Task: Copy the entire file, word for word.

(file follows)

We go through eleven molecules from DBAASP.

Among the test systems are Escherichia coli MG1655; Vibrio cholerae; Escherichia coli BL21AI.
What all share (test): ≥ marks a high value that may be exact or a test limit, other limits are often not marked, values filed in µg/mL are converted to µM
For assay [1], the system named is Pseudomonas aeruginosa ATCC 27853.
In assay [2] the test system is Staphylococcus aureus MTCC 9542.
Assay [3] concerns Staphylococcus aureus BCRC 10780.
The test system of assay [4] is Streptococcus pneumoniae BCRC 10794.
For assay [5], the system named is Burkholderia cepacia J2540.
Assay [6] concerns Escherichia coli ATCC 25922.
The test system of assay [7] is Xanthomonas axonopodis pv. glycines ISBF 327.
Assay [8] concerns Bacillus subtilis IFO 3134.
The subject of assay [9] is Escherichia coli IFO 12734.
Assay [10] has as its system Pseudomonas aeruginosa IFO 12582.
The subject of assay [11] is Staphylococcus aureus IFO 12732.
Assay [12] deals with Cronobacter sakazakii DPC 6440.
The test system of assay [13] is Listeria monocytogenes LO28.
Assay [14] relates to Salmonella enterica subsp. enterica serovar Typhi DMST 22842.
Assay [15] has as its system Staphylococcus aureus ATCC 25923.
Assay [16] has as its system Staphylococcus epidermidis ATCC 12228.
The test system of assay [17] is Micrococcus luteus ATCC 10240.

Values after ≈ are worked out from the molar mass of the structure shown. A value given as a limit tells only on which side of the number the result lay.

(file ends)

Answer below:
We go through eleven molecules from DBAASP.

Among the test systems are Escherichia coli MG1655; Vibrio cholerae; Escherichia coli BL21AI.
What all share (test): ≥ marks a high value that may be exact or a test limit, other limits are often not marked, values filed in µg/mL are converted to µM
For assay [1], the system named is Pseudomonas aeruginosa ATCC 27853.
In assay [2] the test system is Staphylococcus aureus MTCC 9542.
Assay [3] concerns Staphylococcus aureus BCRC 10780.
The test system of assay [4] is Streptococcus pneumoniae BCRC 10794.
For assay [5], the system named is Burkholderia cepacia J2540.
Assay [6] concerns Escherichia coli ATCC 25922.
The test system of assay [7] is Xanthomonas axonopodis pv. glycines ISBF 327.
Assay [8] concerns Bacillus subtilis IFO 3134.
The subject of assay [9] is Escherichia coli IFO 12734.
Assay [10] has as its system Pseudomonas aeruginosa IFO 12582.
The subject of assay [11] is Staphylococcus aureus IFO 12732.
Assay [12] deals with Cronobacter sakazakii DPC 6440.
The test system of assay [13] is Listeria monocytogenes LO28.
Assay [14] relates to Salmonella enterica subsp. enterica serovar Typhi DMST 22842.
Assay [15] has as its system Staphylococcus aureus ATCC 25923.
Assay [16] has as its system Staphylococcus epidermidis ATCC 12228.
The test system of assay [17] is Micrococcus luteus ATCC 10240.

Values after ≈ are worked out from the molar mass of the structure shown. A value given as a limit tells only on which side of the number the result lay.